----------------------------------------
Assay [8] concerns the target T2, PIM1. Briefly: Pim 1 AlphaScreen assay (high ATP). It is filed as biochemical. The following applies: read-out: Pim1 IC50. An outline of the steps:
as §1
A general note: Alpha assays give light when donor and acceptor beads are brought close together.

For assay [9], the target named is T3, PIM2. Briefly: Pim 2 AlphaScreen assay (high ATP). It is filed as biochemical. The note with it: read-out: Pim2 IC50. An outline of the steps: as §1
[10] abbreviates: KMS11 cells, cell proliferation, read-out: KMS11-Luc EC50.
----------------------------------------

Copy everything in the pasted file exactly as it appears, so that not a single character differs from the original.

Assay [8] concerns the target T2, PIM1. Briefly: Pim 1 AlphaScreen assay (high ATP). It is filed as biochemical. The following applies: read-out: Pim1 IC50. An outline of the steps:
as §1
A general note: Alpha assays give light when donor and acceptor beads are brought close together.

For assay [9], the target named is T3, PIM2. Briefly: Pim 2 AlphaScreen assay (high ATP). It is filed as biochemical. The note with it: read-out: Pim2 IC50. An outline of the steps: as §1
[10] abbreviates: KMS11 cells, cell proliferation, read-out: KMS11-Luc EC50.